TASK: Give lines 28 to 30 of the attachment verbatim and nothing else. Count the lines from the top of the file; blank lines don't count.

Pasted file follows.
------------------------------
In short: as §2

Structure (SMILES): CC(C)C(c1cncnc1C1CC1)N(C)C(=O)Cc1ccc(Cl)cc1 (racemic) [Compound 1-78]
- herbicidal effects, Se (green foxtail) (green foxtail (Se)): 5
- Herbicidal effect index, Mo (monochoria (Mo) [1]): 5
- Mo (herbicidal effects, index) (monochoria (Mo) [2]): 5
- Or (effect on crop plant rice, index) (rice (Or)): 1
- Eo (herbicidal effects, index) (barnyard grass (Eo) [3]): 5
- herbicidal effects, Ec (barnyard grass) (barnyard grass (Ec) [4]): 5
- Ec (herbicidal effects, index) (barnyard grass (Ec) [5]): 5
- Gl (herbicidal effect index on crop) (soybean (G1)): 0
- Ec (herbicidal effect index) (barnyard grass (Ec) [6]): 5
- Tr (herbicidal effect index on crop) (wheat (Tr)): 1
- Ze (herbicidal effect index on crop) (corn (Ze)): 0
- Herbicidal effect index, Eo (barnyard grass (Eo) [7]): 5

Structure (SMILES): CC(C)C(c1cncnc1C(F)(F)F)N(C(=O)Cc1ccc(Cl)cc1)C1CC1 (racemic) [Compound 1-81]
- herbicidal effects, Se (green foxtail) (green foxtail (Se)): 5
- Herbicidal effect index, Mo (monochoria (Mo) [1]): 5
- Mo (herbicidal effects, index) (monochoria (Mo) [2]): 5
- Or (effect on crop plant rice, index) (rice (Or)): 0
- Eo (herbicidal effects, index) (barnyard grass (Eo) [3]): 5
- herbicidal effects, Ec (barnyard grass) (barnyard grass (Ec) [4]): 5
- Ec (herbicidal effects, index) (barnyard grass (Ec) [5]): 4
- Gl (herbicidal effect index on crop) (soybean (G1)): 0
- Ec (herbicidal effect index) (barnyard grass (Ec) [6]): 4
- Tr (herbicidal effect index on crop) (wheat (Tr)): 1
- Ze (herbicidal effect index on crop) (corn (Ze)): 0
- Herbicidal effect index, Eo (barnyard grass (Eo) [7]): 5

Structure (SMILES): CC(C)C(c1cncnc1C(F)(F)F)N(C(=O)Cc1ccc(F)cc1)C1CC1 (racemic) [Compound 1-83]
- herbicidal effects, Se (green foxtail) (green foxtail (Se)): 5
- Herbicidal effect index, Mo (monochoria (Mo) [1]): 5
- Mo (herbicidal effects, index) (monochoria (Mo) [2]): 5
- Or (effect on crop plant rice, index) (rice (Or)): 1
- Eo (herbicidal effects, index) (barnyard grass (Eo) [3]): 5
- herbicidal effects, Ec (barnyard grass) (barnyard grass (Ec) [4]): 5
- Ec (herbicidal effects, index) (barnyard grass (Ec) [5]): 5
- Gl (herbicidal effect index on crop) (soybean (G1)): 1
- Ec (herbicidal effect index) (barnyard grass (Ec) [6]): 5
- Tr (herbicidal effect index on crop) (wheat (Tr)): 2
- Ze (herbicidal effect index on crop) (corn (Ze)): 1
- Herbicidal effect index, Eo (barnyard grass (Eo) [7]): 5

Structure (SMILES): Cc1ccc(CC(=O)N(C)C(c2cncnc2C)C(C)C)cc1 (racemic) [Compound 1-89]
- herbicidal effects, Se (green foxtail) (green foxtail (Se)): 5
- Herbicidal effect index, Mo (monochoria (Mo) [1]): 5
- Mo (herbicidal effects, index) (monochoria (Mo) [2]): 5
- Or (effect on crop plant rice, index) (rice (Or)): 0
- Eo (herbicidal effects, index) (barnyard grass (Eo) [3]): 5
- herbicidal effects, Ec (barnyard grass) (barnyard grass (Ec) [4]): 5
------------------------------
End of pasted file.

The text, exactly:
Structure (SMILES): CC(C)C(c1cncnc1C(F)(F)F)N(C(=O)Cc1ccc(F)cc1)C1CC1 (racemic) [Compound 1-83]
- herbicidal effects, Se (green foxtail) (green foxtail (Se)): 5
- Herbicidal effect index, Mo (monochoria (Mo) [1]): 5